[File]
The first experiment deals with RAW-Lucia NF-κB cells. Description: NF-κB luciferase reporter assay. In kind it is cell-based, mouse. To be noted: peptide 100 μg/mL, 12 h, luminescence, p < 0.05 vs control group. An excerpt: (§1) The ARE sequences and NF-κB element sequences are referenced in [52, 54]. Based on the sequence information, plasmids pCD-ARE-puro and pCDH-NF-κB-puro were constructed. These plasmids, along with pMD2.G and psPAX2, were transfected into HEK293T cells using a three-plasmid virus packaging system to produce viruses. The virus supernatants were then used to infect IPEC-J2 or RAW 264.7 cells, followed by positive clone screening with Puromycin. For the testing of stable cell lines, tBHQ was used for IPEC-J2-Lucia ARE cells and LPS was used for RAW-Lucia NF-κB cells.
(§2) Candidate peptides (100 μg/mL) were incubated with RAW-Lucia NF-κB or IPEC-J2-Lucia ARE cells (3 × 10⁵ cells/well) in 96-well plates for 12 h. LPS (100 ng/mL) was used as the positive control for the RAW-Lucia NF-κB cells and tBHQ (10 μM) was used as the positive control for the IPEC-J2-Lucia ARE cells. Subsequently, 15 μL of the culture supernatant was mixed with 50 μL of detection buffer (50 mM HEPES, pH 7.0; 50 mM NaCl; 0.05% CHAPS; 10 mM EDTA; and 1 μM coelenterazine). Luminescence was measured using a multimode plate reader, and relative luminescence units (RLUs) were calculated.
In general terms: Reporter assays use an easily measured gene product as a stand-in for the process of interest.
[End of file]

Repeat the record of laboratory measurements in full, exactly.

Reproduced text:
The first experiment deals with RAW-Lucia NF-κB cells. Description: NF-κB luciferase reporter assay. In kind it is cell-based, mouse. To be noted: peptide 100 μg/mL, 12 h, luminescence, p < 0.05 vs control group. An excerpt: (§1) The ARE sequences and NF-κB element sequences are referenced in [52, 54]. Based on the sequence information, plasmids pCD-ARE-puro and pCDH-NF-κB-puro were constructed. These plasmids, along with pMD2.G and psPAX2, were transfected into HEK293T cells using a three-plasmid virus packaging system to produce viruses. The virus supernatants were then used to infect IPEC-J2 or RAW 264.7 cells, followed by positive clone screening with Puromycin. For the testing of stable cell lines, tBHQ was used for IPEC-J2-Lucia ARE cells and LPS was used for RAW-Lucia NF-κB cells.
(§2) Candidate peptides (100 μg/mL) were incubated with RAW-Lucia NF-κB or IPEC-J2-Lucia ARE cells (3 × 10⁵ cells/well) in 96-well plates for 12 h. LPS (100 ng/mL) was used as the positive control for the RAW-Lucia NF-κB cells and tBHQ (10 μM) was used as the positive control for the IPEC-J2-Lucia ARE cells. Subsequently, 15 μL of the culture supernatant was mixed with 50 μL of detection buffer (50 mM HEPES, pH 7.0; 50 mM NaCl; 0.05% CHAPS; 10 mM EDTA; and 1 μM coelenterazine). Luminescence was measured using a multimode plate reader, and relative luminescence units (RLUs) were calculated.
In general terms: Reporter assays use an easily measured gene product as a stand-in for the process of interest.